Denise shared that the JV’s BBQ sauce recipe came from one of her childhood friends from Mississippi.
Another JV’s tradition of a corned beef and cabbage buffet on St. Patrick’s Day also began by happenstance.
When the new Harrisonville Telephone Company headquarters opened on Main Street in 1995, the Vogts were asked to provide corned beef during several open houses on different days. With Jeff slicing the beef and Denise also serving on the line, the couple decided to offer the same set-up at their restaurant every March 17.
The newest owners will continue the tradition of having a gathering spot on North Main Street when their business opens at what will then be the former JV’s.
While the final papers still need to be signed to make this sale official, it has been reported the new owners intend to keep the building closed for a few weeks for renovation before reopening as a bar that caters to sports fans.
In that regard, the transition will be somewhat easy, as JVs had become a popular destination to watch St. Louis Cardinals games and other major sporting events like the 2019 Stanley Cup run by the St. Louis Blues and the Super Bowl era of the St. Louis Rams at the turn of the century.
The Vogts also recalled JV’s being the post-game hangout for many attending Gibault home basketball games and Waterloo High School football games – especially when the games were played on the old WHS field off Rogers Street.
While Route 3 still ran along what is now Market Street, JV’s even became a destination for Red Bud sports fans returning from away games.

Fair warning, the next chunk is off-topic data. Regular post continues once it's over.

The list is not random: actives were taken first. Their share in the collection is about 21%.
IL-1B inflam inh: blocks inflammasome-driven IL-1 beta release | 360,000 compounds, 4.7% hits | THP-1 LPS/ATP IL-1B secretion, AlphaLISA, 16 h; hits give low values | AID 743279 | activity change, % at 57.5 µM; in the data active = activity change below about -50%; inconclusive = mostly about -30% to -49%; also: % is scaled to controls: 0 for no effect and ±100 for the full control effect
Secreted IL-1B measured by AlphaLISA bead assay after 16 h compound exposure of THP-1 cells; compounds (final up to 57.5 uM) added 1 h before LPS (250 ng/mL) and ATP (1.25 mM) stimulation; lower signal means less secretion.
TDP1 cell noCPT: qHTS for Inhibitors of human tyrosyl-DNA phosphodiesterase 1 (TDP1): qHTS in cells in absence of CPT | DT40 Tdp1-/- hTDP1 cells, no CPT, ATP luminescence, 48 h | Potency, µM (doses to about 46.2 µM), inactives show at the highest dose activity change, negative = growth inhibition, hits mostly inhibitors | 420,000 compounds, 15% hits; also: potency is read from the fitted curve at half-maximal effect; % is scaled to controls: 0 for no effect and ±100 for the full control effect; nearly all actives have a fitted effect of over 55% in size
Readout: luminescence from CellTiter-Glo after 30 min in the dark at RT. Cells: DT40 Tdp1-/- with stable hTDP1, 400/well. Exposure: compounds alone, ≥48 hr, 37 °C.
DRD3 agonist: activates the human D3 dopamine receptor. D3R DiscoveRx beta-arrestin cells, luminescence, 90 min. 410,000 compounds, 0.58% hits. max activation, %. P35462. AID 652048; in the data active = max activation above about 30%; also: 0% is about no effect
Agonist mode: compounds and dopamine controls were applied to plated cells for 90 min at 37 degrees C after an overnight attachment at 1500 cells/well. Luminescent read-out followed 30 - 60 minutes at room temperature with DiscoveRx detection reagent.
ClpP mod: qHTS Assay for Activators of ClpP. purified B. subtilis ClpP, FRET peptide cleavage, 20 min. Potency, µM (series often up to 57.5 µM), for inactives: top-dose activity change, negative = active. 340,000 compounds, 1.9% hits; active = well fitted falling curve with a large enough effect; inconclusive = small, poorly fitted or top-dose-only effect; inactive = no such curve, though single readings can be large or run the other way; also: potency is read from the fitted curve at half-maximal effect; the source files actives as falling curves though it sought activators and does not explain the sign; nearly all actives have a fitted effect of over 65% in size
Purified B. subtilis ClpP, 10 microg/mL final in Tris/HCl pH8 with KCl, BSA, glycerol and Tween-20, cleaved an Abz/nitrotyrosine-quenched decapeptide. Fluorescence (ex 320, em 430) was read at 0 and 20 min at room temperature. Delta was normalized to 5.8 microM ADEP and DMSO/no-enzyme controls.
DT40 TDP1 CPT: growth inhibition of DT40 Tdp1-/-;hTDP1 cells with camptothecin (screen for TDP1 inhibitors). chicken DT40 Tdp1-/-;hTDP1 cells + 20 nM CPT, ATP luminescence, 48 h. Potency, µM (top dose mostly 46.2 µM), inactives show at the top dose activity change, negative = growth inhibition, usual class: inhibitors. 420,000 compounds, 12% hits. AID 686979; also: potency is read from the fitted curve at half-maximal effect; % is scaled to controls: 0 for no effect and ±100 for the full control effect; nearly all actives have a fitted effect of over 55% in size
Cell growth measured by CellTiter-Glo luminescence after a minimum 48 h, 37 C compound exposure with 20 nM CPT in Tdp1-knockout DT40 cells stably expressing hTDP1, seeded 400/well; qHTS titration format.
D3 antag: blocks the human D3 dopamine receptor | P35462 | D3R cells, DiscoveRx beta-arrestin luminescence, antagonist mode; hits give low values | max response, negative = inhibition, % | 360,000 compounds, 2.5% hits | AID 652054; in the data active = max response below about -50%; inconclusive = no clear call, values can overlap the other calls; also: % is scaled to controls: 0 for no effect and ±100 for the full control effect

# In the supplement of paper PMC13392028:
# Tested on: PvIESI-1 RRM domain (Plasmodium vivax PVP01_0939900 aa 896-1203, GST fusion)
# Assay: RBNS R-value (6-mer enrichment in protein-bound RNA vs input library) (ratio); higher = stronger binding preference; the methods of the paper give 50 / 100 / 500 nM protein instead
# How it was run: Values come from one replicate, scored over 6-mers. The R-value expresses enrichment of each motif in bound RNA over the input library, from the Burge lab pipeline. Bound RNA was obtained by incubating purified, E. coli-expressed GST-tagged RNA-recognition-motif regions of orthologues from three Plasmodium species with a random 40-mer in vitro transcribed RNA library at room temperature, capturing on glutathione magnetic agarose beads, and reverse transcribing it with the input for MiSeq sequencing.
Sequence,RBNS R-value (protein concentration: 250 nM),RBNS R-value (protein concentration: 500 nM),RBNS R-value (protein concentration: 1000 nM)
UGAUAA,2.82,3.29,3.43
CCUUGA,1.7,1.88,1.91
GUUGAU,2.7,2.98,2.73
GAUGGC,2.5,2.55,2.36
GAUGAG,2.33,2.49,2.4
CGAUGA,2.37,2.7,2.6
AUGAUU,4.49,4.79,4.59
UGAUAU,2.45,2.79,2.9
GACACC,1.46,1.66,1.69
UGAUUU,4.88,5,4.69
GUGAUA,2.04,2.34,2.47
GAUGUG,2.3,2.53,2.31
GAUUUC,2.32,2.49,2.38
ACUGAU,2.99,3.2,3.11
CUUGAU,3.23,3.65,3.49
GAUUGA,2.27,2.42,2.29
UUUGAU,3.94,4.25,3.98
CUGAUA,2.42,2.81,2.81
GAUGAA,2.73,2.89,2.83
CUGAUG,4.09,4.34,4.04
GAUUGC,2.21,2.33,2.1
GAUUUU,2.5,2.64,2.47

But JV’s was much more than a destination to recap local sports. The business was host to many milestone events such as wedding receptions (including Jeff and Denise’s) and birthday parties and even memorial celebrations in addition to providing meeting accommodations for the Waterloo Optimist, Lions and Rotary clubs.
The Vogts also shared many examples of employees who have gone on to achieve personal and professional success. There are also several instances of employees who met while working there and ended up getting married.
The real essence of what made JV’s special is the connection made with patrons who always felt welcome and the staff that created the atmosphere.
Above all, it was a place for friends to gather.
Only a small fraction of memories from the past 37-plus years were expressed Sunday night during a farewell celebration that appropriately lasted well into the late-night hours.
“We’ve had people share stories that we’d never heard before,” including memories from people the Vogts have never met, Denise said of the overwhelming communication received in the last month.
To share all the fond memories of JV’s would “turn into a novel,” Denise recently wrote in a thank-you letter to friends of JV’s.
In the near future, Denise plans on spending more time with grandchildren.
Jeff says he will get back to participating in different groups – the Kaskaskia Trail Chorus barbershoppers and Beaver Lake Fishing Club specifically – that he didn’t have time to devote to while giving his business the attention it deserved.
If you want to hear stories about the kids sneaking downstairs to raid the kitchen when the Vogts lived above the restaurant, Jeff running down Main Street untying his apron to assist the fire department when a call went out, or anything in between, the Vogts will still be around.
“We’ve had people tell us they’re going to miss us,” Denise said before clarifying that they “aren’t going anywhere.”
“We’ll still be around – just on the other side of the bar,” she said.